USW 2004 confirms it has worked with CN Rail to ensure no job loss for its employees during suspension of line from Williams Lake southwest to Squamish. (Monica Lamb-Yorski photo - Williams Lake Tribune)

USW 2004 confirms it has worked with CN Rail to ensure no job loss for its employees during suspension of line from Williams Lake southwest to Squamish. (Monica Lamb-Yorski photo - Williams Lake Tribune)

No jobs lost with CN Rail suspension of Williams Lake to Squamish line: USW 2004

Transport Canada said CN has not identified permanent discontinuance of corridor

One of the unions representing Canadian National Railway workers said no jobs have been lost due to the suspension of the line between Williams Lake southwest to Squamish, B.C.

Jamie Desjardins, USW Local 2004 chief steward mountain region, confirmed Thursday that union and CN Rail have worked together to ensure all employees have remained employed during the downturn.

“We will continue to do our best to support our membership during a time that poses challenges for everyone.”

Read more: CN suspending service between Williams Lake and Squamish

The suspension went into effect last week, although people living along the tracks have seen and heard the odd train still using the line.

Russett Bluff resident Sage Birchwater said a slow moving train hauling many box cars headed south on Monday afternoon and about an hour later returned solo, not hauling any cars.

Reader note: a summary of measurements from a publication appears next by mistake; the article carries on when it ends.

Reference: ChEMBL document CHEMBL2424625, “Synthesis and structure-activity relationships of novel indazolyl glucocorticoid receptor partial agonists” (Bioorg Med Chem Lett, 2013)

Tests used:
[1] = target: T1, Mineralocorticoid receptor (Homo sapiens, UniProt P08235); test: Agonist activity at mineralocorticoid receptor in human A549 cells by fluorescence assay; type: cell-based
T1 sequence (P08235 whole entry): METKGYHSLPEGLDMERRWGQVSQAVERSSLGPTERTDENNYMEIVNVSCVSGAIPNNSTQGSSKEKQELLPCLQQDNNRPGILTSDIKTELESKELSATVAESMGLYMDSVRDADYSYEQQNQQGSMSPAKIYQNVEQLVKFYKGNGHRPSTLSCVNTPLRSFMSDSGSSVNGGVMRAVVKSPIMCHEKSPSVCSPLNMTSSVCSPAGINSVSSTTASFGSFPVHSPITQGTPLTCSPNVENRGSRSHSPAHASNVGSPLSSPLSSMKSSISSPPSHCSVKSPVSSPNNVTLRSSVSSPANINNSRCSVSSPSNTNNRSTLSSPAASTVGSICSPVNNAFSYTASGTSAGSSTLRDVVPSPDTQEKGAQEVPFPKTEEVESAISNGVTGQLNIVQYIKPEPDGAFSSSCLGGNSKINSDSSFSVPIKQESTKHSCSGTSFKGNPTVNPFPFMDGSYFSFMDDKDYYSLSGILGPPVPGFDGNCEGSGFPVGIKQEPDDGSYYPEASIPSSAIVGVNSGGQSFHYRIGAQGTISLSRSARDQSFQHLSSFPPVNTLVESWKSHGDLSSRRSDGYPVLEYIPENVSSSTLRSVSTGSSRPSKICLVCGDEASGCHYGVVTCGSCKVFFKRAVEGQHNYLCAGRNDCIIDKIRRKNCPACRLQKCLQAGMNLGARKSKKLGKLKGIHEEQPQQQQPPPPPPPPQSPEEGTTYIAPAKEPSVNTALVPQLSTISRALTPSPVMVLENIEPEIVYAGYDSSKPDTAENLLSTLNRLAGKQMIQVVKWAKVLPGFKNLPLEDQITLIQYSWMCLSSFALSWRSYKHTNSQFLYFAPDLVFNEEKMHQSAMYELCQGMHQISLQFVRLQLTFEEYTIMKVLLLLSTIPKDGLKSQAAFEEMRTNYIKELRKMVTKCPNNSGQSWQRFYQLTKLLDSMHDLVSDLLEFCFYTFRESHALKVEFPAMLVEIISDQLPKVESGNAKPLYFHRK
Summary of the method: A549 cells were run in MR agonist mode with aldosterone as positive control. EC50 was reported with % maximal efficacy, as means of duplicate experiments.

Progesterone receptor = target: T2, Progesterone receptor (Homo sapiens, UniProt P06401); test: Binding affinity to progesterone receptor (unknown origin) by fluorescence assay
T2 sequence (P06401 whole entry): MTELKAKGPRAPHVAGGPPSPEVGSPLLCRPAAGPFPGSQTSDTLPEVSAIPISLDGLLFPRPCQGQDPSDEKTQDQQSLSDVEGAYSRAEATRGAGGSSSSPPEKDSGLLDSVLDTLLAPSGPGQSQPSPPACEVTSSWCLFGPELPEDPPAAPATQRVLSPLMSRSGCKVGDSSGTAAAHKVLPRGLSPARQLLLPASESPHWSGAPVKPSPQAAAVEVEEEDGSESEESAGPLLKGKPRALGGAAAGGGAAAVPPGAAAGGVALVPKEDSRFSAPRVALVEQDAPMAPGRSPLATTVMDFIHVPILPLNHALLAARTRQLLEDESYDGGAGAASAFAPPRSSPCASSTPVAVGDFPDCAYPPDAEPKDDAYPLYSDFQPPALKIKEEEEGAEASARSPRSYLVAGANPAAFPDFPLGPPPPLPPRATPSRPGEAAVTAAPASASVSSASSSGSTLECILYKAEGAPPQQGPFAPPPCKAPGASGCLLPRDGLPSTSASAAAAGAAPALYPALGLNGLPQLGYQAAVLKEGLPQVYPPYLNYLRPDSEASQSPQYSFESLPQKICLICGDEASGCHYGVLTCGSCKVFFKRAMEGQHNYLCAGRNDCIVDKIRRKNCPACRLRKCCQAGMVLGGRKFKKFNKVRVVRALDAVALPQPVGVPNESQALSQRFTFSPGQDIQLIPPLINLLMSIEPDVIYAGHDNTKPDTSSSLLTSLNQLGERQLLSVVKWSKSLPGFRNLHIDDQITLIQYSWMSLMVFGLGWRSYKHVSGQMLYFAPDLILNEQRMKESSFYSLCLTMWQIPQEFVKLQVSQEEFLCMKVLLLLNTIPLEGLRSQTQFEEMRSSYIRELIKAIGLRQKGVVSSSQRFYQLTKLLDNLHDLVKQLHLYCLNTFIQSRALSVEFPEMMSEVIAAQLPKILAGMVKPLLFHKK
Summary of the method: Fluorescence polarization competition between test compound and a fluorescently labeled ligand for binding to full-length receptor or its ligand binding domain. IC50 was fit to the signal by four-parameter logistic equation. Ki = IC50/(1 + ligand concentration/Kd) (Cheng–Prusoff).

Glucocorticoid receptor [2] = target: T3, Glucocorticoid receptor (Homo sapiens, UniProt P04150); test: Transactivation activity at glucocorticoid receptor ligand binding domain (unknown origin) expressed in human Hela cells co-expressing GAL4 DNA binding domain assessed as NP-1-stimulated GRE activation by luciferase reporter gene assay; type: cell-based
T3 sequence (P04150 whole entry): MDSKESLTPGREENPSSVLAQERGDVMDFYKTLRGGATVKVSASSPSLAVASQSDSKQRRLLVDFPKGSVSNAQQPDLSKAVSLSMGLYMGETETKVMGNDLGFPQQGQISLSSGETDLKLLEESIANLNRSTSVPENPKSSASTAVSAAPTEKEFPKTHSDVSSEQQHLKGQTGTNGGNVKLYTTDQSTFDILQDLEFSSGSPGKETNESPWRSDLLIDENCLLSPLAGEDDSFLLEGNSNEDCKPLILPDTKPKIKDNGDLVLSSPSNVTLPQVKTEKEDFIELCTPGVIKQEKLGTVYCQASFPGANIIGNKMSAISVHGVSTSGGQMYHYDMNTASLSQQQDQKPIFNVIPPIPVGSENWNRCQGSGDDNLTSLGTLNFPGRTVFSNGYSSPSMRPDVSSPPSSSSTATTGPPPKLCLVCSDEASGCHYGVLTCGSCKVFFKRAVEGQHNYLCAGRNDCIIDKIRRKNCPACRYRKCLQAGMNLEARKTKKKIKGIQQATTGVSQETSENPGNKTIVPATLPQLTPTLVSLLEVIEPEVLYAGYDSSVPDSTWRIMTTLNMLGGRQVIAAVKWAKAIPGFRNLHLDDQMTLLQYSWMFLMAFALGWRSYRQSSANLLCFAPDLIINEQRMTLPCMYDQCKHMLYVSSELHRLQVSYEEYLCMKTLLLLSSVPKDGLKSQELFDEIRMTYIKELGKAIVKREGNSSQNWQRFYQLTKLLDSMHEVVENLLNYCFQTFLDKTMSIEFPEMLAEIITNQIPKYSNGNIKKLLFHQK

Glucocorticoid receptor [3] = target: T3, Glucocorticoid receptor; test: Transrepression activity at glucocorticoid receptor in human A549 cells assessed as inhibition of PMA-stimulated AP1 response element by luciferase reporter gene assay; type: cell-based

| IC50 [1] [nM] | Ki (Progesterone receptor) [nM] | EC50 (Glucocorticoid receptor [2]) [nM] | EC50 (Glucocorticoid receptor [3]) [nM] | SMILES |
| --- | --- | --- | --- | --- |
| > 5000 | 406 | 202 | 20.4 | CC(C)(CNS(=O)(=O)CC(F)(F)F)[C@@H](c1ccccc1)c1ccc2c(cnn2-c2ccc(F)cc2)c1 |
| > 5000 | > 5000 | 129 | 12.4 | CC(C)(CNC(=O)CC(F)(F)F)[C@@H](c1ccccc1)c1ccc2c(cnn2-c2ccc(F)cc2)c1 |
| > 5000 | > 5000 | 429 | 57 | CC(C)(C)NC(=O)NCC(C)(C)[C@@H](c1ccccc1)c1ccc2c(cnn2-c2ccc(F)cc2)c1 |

It is the Tribune’s understanding that there is still one customer in 100 Mile House being serviced with two runs a week.

CN has committed to continuing service to Vancouver by going north from Williams Lake to Prince George, then south to Kamloops and on to Vancouver.

When asked who is responsible for the line, Transport Canada media relations noted in an e-mailed reponse Tuesday that until the discontinuance process of a federally regulated rail corridor is completed, the railway company has the obligation to provide service (i.e., move goods) if and when there is a request.

“While service is suspended on this corridor, the corridor has not been identified by CN for permanent discontinuance. As such, the tracks and related equipment remain the property of the railway, which remains liable for the safety of its assets.”

The Railway Association of Canada published an atlas in which CN’s line from Williams Lake to Squamish can be found.

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